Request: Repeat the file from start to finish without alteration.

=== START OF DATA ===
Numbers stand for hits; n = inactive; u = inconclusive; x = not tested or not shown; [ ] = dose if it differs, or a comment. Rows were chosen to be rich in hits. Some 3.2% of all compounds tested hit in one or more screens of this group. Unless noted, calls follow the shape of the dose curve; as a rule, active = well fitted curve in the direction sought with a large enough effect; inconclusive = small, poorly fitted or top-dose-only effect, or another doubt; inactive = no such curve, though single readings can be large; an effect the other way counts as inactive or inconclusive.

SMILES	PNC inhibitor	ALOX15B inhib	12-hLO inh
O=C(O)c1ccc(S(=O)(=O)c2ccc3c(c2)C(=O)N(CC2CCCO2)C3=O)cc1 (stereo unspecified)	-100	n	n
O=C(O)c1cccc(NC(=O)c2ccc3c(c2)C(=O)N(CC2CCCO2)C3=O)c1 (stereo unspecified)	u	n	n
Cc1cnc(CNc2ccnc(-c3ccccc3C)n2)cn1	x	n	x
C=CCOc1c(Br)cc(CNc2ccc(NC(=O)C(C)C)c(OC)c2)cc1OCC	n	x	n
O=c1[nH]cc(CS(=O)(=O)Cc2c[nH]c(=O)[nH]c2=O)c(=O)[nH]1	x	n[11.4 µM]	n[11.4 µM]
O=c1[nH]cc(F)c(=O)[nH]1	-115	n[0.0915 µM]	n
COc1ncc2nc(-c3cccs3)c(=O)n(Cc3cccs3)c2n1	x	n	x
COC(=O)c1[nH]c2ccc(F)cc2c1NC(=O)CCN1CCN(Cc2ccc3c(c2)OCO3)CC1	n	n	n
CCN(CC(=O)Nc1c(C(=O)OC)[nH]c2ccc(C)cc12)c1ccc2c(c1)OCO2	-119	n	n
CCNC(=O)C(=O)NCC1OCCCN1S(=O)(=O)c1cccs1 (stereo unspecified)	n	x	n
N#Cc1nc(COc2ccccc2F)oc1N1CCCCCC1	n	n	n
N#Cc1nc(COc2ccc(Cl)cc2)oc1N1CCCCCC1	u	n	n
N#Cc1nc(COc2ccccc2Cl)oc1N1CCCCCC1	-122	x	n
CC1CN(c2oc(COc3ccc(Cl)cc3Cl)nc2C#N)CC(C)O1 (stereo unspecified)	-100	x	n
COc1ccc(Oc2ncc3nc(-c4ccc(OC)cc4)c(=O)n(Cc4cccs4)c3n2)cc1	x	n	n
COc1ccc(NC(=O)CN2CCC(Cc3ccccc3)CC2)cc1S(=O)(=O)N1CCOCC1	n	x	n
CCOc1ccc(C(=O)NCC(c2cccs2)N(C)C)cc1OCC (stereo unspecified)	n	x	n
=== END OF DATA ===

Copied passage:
Numbers stand for hits; n = inactive; u = inconclusive; x = not tested or not shown; [ ] = dose if it differs, or a comment. Rows were chosen to be rich in hits. Some 3.2% of all compounds tested hit in one or more screens of this group. Unless noted, calls follow the shape of the dose curve; as a rule, active = well fitted curve in the direction sought with a large enough effect; inconclusive = small, poorly fitted or top-dose-only effect, or another doubt; inactive = no such curve, though single readings can be large; an effect the other way counts as inactive or inconclusive.

SMILES	PNC inhibitor	ALOX15B inhib	12-hLO inh
O=C(O)c1ccc(S(=O)(=O)c2ccc3c(c2)C(=O)N(CC2CCCO2)C3=O)cc1 (stereo unspecified)	-100	n	n
O=C(O)c1cccc(NC(=O)c2ccc3c(c2)C(=O)N(CC2CCCO2)C3=O)c1 (stereo unspecified)	u	n	n
Cc1cnc(CNc2ccnc(-c3ccccc3C)n2)cn1	x	n	x
C=CCOc1c(Br)cc(CNc2ccc(NC(=O)C(C)C)c(OC)c2)cc1OCC	n	x	n
O=c1[nH]cc(CS(=O)(=O)Cc2c[nH]c(=O)[nH]c2=O)c(=O)[nH]1	x	n[11.4 µM]	n[11.4 µM]
O=c1[nH]cc(F)c(=O)[nH]1	-115	n[0.0915 µM]	n
COc1ncc2nc(-c3cccs3)c(=O)n(Cc3cccs3)c2n1	x	n	x
COC(=O)c1[nH]c2ccc(F)cc2c1NC(=O)CCN1CCN(Cc2ccc3c(c2)OCO3)CC1	n	n	n
CCN(CC(=O)Nc1c(C(=O)OC)[nH]c2ccc(C)cc12)c1ccc2c(c1)OCO2	-119	n	n
CCNC(=O)C(=O)NCC1OCCCN1S(=O)(=O)c1cccs1 (stereo unspecified)	n	x	n
N#Cc1nc(COc2ccccc2F)oc1N1CCCCCC1	n	n	n
N#Cc1nc(COc2ccc(Cl)cc2)oc1N1CCCCCC1	u	n	n
N#Cc1nc(COc2ccccc2Cl)oc1N1CCCCCC1	-122	x	n
CC1CN(c2oc(COc3ccc(Cl)cc3Cl)nc2C#N)CC(C)O1 (stereo unspecified)	-100	x	n
COc1ccc(Oc2ncc3nc(-c4ccc(OC)cc4)c(=O)n(Cc4cccs4)c3n2)cc1	x	n	n
COc1ccc(NC(=O)CN2CCC(Cc3ccccc3)CC2)cc1S(=O)(=O)N1CCOCC1	n	x	n
CCOc1ccc(C(=O)NCC(c2cccs2)N(C)C)cc1OCC (stereo unspecified)	n	x	n